The Age When Having Kids Starts Getting Difficult

Single women now outnumber married women in the U.S., and women are navigating their lives without a straight trajectory into compulsory motherhood or heterosexual marriage.

But for women who wish to have children at some point in their lives, there are suggestions that the long-accepted age limitations on pregnancy may be overstated. More on that later.

Egg freezing (costly) and in vitro fertilization (also, costly) have expanded options for women who wish to mother children in the future. But many still experience "baby panic": the fear of missing out on motherhood because of declining fertility as they age.

Women still face social pressure to have children, as well as time restraints because of their biology, neither of which affect men to the same degree.

Fertility declines in men much later than for women.

According the American Society for Reproductive Medicine (ASRM):

"Though not as abrupt or noticeable as the changes in women, changes in fertility and sexual functioning do occur in men as they grow older. Despite these changes, there is no maximum age at which a man cannot father a child, as evidenced by men in their 60s and 70s conceiving with younger partners."

For women, it's a different story.

The ASRM reported:

"Fertility gradually declines in the 30s, particularly after age 35 [for women]. Each month that she tries, a healthy, fertile 30-year-old woman has a 20 percent chance of getting pregnant. That means that for every 100 fertile 30-year-old women trying to get pregnant in one cycle, 20 will be successful, and the other 80 will have to try again. By age 40, a woman's chance is less than 5 percent per cycle, so fewer than 5 out of every 100 women are expected to be successful each month."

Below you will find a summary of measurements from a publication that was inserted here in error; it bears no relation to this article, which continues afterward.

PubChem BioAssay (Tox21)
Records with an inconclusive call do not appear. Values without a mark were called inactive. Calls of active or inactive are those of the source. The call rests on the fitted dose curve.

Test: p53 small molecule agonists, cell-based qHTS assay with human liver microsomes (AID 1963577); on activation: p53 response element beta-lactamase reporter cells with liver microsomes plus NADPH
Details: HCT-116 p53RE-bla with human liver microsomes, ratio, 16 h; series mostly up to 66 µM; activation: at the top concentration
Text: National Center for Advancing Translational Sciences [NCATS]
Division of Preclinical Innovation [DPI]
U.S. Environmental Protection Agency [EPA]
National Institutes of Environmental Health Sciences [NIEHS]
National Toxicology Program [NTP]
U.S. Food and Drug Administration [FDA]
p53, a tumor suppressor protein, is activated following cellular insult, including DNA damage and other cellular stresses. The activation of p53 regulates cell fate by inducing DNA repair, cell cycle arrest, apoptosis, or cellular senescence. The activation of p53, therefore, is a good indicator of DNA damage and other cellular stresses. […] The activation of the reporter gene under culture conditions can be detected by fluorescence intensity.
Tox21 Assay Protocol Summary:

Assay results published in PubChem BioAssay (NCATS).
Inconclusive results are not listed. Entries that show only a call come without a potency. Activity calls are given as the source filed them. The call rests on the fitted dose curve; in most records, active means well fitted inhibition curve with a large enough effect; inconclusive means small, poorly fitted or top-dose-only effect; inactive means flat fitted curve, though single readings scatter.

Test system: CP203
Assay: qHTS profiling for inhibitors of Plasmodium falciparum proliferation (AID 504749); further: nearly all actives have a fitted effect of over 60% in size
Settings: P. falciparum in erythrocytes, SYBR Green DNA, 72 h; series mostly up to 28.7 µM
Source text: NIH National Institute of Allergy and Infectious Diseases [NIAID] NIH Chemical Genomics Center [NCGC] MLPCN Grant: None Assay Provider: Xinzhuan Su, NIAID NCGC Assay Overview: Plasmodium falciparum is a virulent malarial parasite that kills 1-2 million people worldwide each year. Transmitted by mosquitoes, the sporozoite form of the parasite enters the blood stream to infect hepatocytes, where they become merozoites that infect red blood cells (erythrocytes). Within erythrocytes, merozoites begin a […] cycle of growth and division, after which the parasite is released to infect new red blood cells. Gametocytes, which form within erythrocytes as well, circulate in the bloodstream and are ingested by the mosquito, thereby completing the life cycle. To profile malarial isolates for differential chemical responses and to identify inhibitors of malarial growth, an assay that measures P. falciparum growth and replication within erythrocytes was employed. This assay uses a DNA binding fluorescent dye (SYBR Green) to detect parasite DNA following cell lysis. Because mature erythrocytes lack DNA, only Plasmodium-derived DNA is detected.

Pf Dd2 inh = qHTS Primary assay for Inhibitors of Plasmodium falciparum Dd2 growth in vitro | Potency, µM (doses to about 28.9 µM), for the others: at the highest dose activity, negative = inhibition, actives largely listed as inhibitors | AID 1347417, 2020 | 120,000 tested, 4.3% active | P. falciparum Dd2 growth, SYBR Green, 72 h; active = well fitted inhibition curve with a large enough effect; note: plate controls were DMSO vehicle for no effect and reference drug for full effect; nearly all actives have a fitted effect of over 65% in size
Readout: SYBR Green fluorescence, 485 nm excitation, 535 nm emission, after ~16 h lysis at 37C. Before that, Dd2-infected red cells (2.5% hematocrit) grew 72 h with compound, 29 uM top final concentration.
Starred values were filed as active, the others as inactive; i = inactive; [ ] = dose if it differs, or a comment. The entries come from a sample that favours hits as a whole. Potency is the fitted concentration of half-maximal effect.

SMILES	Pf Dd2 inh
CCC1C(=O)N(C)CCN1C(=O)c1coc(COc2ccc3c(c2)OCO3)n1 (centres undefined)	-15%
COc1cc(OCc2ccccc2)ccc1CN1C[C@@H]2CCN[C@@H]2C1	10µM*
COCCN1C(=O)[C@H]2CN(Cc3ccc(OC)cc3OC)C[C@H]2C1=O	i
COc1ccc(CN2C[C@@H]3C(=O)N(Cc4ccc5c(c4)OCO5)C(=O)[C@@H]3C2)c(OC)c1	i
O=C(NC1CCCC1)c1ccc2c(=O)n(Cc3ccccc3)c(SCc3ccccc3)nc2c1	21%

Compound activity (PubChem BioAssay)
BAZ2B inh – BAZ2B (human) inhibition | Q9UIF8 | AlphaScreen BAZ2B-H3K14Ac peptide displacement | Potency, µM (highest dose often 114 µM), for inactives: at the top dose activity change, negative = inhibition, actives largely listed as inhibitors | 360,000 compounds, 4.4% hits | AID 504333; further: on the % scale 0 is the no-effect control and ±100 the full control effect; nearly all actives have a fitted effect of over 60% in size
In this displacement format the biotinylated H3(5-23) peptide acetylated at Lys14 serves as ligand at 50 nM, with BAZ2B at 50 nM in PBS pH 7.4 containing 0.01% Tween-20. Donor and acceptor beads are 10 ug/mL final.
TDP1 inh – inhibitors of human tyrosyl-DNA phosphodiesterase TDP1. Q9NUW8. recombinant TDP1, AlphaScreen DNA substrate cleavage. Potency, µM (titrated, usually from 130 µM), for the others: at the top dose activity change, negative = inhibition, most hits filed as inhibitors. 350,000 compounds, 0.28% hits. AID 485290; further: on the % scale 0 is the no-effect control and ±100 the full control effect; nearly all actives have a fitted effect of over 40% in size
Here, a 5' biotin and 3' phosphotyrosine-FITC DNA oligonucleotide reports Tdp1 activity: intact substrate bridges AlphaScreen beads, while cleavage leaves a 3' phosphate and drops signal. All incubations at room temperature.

But the decline of fertility during a woman's 30s might be overblown.

The Atlantic in 2013 questioned the assumptions that have fed the deep anxiety over fertility as women age:

  • "The widely cited statistic that one in three women ages 35 to 39 will not be pregnant after a year of trying, for instance, is based on an article published in 2004 in the journal Human Reproduction. Rarely mentioned is the source of the data: French birth records from 1670 to 1830. The chance of remaining childless — 30 percent — was also calculated based on historical populations."
  • A 2004 study published in Obstetrics & Gynecology found that 82 percent of 35-to-39-year-old women conceive within a year, compared with 86 percent of 27-to-34-year-olds (with sex at least once a week). The fertility of women in their late 20s and early 30s was almost identical — news in and of itself.
  • A 2013 study in Fertility and Sterility found that, "among women having sex during their fertile times, 78 percent of 35-to-40-year-olds got pregnant within a year, compared with 84 percent of 20-to-34-year-olds."

The age when it becomes much harder for a woman to become pregnant is 40.

Among 38 and 39 year olds who had been pregnant before, 80 percent of white women of normal weight got pregnant naturally within six months, according to a study by Anne Steiner, an associate professor at the University of North Carolina School of Medicine. "In our data, we're not seeing huge drops until age 40," Steiner told The Atlantic.